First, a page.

The inevitable conclusion is this. If we didn’t have that Marcos-era provision (ratified by Cory), we would be even poorer today because we would have had to pay much higher interest rates on our external debt. Because of “reputation” effects, a benefit from the current law is that even our private sector can borrow abroad at lower interest rates than otherwise. In short, changing that law to make it easier for us to default would be a major blow to the economy.

    Your concern is somewhat different. What if we had an irresponsible government that borrowed and squandered the funds? Should we not have a remedy? I think we should, but the remedy could be something other than an announcement that we would renege if our current leaders had become irresponsible. We cannot expect foreigners (i.e. lenders) to make sure that we have responsible governments; that rule would not help our reputation as upright citizens of the world. Of course this doesn’t prevent a foreign lender, particularly an official one, such as the World Bank, from requiring clauses that help ensure that the borrowed funds are not misspent. In a way that’s a remedy also, but not the kind that we can be proud of.

    • “As the University of the Philippines professors who authored the famous 1985 ?White Paper? warned: ‘The search for a recovery program that is consistent with a debt repayment schedule determined by our creditors is a futile one and should therefore be abandoned.'” (In the shadow of debt)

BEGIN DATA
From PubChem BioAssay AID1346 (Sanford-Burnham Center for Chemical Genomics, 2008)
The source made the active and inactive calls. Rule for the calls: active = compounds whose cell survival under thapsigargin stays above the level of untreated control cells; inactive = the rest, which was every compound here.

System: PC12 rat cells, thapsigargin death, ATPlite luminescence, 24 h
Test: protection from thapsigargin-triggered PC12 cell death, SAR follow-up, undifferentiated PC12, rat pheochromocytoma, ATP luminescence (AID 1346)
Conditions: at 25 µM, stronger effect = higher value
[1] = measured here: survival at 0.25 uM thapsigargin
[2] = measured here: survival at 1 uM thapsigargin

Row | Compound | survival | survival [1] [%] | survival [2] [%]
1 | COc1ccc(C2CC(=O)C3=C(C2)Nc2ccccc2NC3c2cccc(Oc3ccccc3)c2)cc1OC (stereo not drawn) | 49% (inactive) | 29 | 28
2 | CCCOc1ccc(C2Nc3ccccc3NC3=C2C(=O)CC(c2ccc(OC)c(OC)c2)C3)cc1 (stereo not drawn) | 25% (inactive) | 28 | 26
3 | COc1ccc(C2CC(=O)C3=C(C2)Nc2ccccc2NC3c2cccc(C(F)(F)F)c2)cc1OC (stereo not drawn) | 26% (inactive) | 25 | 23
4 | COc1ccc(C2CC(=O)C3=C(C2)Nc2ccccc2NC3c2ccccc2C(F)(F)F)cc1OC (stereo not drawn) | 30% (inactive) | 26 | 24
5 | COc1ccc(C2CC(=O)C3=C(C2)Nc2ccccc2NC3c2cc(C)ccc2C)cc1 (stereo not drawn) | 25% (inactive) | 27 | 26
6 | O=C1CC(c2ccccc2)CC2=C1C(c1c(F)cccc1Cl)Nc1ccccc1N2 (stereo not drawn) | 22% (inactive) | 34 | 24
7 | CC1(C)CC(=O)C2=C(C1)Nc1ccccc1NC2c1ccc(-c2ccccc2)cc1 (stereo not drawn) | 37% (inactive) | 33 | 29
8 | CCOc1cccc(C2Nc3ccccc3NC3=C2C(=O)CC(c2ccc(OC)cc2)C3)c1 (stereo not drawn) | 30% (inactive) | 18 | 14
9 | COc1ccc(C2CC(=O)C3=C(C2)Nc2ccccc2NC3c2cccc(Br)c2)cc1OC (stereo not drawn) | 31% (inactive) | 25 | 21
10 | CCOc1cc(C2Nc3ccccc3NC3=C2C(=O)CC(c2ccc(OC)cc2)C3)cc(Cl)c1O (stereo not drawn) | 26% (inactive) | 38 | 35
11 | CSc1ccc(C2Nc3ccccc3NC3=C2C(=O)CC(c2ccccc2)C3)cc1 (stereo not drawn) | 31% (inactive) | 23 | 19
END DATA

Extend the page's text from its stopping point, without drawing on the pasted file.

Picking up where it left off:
so are we to simply lie back and enjoy this? if enrile et al are truly creative and are truly concerned about the economic interest of the filipino people, they should be able to come up with new budgetary policies that will assure our creditors that we will continue to pay. then we do as thailand did… this should be an election issue. we need new leaders with chutzpah who truly care.

      • Angela, I’m confused.

        What did Thailand do? Supposedly it “pushed down” interest rates. Debt is a contract and the interest rate cannot be willy-nilly set by one party. It’s perhaps more likely that Thailand avoided debt by using equity — i.e. enticing direct foreign investment inward. If they did, then there must have been incentives for the direct investor. Nothing wrong with that if you do it with eyes wide open, and you find a way to arrange some kind of technology transfer. Essentially this requires bargaining from strength: Telling the investor/lender, I have a responsive responsible economy, come join us, and we won’t leave you holding the proverbial bag. But if we talk like we can or want to renege somewhere down the line – on direct investment you renege by confiscation – no sane lender/investor will deal.

        But your language – that we might “lie back and enjoy it” sounds a bit like saying being a debtor is equivalent to being raped. Nobody forced us into debt, except perhaps our ‘irresponsible’ leaders. The foreign lenders may have some kind of culpability if they knew the funds would be stolen or misused, but then again, the root cause would have been our choice (or perhaps we didn’t have any because we have a sham democracy) of leaders.